The qualifier lowered the Argentine debt note and issued a strong warning


It goes from B + to B

Standard & Poor's said there was "an erosion of the profile of Argentine debt and the dynamics of inflation" due to the deterioration of the economic program

The International Standard & Poor's agency on Monday reduced Argentina's credit rating in foreign and local currencies to B from B + and warned that it could reduce if the government did not resume adjustments and if "unexpected negative political events" further undermined investor confidence.

As for projections, the company estimates that GDP will contract 2.5% this year and almost 1% in 2019, before recovering moderately in 2020.

"The possibility of inflation will be around 44% and can only gradually decrease to 25% by 2019," the rating agency projects.

He estimates that the general government net debt exceeds 80% of GDP this year, from 50% in 2017.

"There has been an erosion of the profile of Argentine debt, the path of economic growth and the dynamics of inflation "after a setback in the implementation of a challenging economic adjustment program," the company said.

In his report, he explained: "We lowered our Argentine long-term rating in foreign currencies and local currency to B from B + and confirmed our short-term foreign currency and our local currency rating B".

"The outlook for a long-term rating is stable based on our expectations that the government will implement fiscal, monetary and other measures to stabilize the economy for the next 18 months," he said.

S & P Warning

"We can lower ratings again over the next 12 months if unexpected negative political events or the implementation of an irregular government economic austerity program undermine confidence investors, exacerbate government access to market financing and potentially suppress the currency, which will affect the dynamics of inflation, "the company warned.

Despite warnings, the rating agency estimates that "a combination of lower financing needs, lower inflation and interest rates and the expectation of continuity in key economic policies after the October 2019 national election, can lay the foundation for economic recovery and contain external vulnerabilities. "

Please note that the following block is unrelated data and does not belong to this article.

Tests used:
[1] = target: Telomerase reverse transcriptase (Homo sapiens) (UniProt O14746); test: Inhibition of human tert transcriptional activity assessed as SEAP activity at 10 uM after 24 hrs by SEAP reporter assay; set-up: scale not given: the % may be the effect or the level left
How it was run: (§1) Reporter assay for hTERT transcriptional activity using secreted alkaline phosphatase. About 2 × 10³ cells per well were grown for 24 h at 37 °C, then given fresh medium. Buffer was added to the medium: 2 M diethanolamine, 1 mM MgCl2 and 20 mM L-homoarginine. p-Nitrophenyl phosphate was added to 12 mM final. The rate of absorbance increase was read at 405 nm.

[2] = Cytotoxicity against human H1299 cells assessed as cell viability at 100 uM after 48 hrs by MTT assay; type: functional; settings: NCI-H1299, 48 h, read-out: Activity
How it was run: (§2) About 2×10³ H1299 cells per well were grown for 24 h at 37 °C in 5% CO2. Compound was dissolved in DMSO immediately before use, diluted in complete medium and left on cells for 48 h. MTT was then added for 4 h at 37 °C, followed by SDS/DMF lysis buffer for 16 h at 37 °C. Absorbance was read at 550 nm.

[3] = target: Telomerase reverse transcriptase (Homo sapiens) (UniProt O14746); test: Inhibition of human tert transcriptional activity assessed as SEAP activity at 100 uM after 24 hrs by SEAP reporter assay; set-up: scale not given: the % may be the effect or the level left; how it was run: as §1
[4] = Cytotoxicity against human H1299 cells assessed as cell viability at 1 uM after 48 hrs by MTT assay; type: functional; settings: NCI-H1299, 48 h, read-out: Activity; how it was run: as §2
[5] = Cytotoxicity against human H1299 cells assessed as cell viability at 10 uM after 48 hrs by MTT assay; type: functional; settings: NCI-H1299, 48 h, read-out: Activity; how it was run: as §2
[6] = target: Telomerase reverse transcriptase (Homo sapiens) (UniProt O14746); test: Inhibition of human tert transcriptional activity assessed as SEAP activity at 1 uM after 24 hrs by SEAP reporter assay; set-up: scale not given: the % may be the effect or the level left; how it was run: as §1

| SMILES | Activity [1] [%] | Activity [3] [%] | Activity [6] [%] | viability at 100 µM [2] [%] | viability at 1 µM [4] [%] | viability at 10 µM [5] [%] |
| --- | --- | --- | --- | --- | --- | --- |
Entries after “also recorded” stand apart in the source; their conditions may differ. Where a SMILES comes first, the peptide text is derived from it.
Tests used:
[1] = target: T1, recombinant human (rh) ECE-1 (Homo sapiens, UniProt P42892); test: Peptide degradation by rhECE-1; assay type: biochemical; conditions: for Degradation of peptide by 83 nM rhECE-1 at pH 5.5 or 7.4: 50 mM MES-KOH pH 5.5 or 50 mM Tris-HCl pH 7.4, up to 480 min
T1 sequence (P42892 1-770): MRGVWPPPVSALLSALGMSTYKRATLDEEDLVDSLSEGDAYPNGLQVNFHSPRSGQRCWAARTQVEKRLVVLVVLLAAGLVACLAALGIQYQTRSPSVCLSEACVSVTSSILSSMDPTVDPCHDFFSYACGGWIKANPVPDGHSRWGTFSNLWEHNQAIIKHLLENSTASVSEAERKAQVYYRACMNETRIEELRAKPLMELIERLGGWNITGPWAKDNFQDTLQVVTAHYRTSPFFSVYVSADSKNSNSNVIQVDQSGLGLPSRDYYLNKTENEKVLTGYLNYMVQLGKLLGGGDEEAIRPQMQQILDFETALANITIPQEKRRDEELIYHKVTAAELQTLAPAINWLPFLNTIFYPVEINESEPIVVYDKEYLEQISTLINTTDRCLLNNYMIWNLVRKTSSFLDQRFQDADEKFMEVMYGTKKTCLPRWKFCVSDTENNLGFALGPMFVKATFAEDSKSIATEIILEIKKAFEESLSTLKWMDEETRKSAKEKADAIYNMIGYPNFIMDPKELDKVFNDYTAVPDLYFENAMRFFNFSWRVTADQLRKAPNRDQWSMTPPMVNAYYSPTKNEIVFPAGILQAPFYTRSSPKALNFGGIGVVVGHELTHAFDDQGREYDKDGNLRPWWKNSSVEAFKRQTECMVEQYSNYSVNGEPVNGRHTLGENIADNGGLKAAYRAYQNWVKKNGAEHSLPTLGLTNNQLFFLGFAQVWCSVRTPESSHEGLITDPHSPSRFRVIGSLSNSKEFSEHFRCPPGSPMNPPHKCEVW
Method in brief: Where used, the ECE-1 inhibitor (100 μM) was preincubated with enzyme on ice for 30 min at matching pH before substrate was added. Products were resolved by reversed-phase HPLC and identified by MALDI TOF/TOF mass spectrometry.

"The perception that sovereignty commitments to economic adjustment programs can be cut off after the 2019 national election will create unfavorable market dynamics, which can lead to high interest rates for a long time," he said.

He pointed out that "the damage to the country's financial profile and its access to liquidity to refinance debt maturity can lead to lower ratings."

"We can raise the rating in the next two years if successful policy implementation leads to a decline in inflation faster than expected"for greater exchange rate stability and a recession that is less than expected," he said.

He considered that "hopes of continuity in economic policy after the 2019 election could reverse the deteriorating profile of Argentina's fiscal, monetary and debt, and increase the prospect of long-term GDP growth".

Other thumbs down

Last week, it was the rating agency Fitch that gave a negative view of the country's financial situation. On Wednesday, it was found that the prospects for Argentina's government debt rating "dropped" to "negative", because of the "strong economic instability" suffered by the country.

According to the agency, "intense macroeconomic instability in 2018, marked by a large depreciation of the peso, has dramatically weakened the growth prospects in the short term."

Last May, Fitch downgraded Argentina's debt from "positive" to "stable". The company also estimates that Argentina's economic activity will decline 2.7% this year and 1.7% in 2019.

It also projects inflation of 47% in 2018 and 27.5% in 2019. Only two months ago, in September, it has projected a decline of 2.5% of GDP for this year, with 40% inflation.

However, the agency considers that the Government can fulfill its objectives to reduce the primary fiscal deficit.

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